ADOT: Next round of storms coming; prepare for snowy roadsPosted: Updated:
A third wave of storms is set to slam into our state as early as Sunday afternoon.
The Arizona Department of Transportation is warning folks headed north to prepare for storm conditions and traffic hazards.
ADOT warns that there could be very heavy traffic around popular snow-play sites.
Also, highway conditions can deteriorate quickly during severe weather as snow accumulates and drivers struggle, and closures can happen suddenly and be prolonged.
Your trip preparations should begin with packing a fully charged cell phone, drinking water, and winter coats, warm blankets or both. Among other winter driving tips at azdot.gov/KnowSnow, you should also take healthy snacks; gloves, scarves, caps and extra socks; necessary medications; an ice scraper; a flashlight with extra batteries; a small folding shovel for snow removal; and a small bag of sand or cat litter for wheel traction.
Don't forget to plan your route and let someone know where you are going.
ADOT offers the following additional winter travel advice:
- If you’re heading south from US 180 at day’s end, you can save time getting to Interstate 17 once you reach Flagstaff by taking a marked alternate route to Interstate 40 at Butler Avenue, via Switzer Canyon Drive and Route 66, then heading west to I-17.
- Wherever you go, don’t park along highways or interstates or on freeway interchange ramps to play in the snow. That’s dangerous for you, other drivers and first responders. It exacerbates traffic congestion and makes it more difficult for the Arizona Department of Transportation’s snowplows to clear snow and ice. Park in designated areas away from highways.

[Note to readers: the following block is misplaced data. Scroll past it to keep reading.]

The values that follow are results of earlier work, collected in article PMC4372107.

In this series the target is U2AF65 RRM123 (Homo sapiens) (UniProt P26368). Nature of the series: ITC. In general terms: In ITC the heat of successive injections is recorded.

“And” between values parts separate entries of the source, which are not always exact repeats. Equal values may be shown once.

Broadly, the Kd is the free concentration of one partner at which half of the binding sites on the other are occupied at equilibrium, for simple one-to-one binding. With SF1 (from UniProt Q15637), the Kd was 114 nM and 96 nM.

- The latest National Weather Service forecast for Arizona’s high country says the next winter storm is expected to enter the region as early as Sunday afternoon. It has the potential to produce significant snow and rain by late Sunday, though the exact timing remains uncertain.
- Even if it isn’t snowing on your trip uphill, drive for conditions, slow down and avoid accelerating suddenly. Melting snow can turn into ice overnight, particularly around bridges. Leave plenty of space between your vehicle and the one ahead to avoid sudden braki
- Give snowplows a wide berth, staying at least four car lengths behind. Never pass a snowplow that’s clearing a road. Remember: The safest place on the road when it’s snowing is behind a plow.
ADOT’s Twitter (@ArizonaDOT) and Facebook (facebook.com/AZDOT) accounts are excellent sources of information on traffic conditions, as is the ADOT Traveler Information site available at az511.gov or by calling 511.
If you're hitting the roads in these wintry conditions, you should make sure you always have emergency supplies.
Todd "Wilderness Man" Jostes from the National Academy of Outdoor Survival gives us the following list for your emergency kit.
- First Aid kit
- Shelter kit
- Fire kit
- Metal cooking container
- Water filter
- Food box
- Pet items
- Crank weather radio
- Gps or smartphone
- Coffee or teapot
- Zip ties
- Rope -550
- Games - kids - cards - books etc
- Trek poles
- Personal hygiene stuff
- Signal kit
- Duct tape
- Electrical tape
- Heavy jacket
- Snow pants
- Socks - not cotton
- Gloves x 2
- Layers of shirts
- Hat - Beanie
- Lip balm
- Kitty litter
- Bag of salt
- Fire tinder
- Gas can
- Water can
- Don't leave your car unless you know exactly where you are going and have the gear to get there safely.
- Make sure your battery is good in your vehicle and your gas tank is full.
- Make sure you have enough food and water for at least 72 hours.
These simple tips will definitely save your life. For more information, email or call:
https://www.facebook.com/nationalacademyofoutdoorsurvival/Facebook: National Academy of Outdoor Survival
Email me and I'll send you upcoming survival classes .
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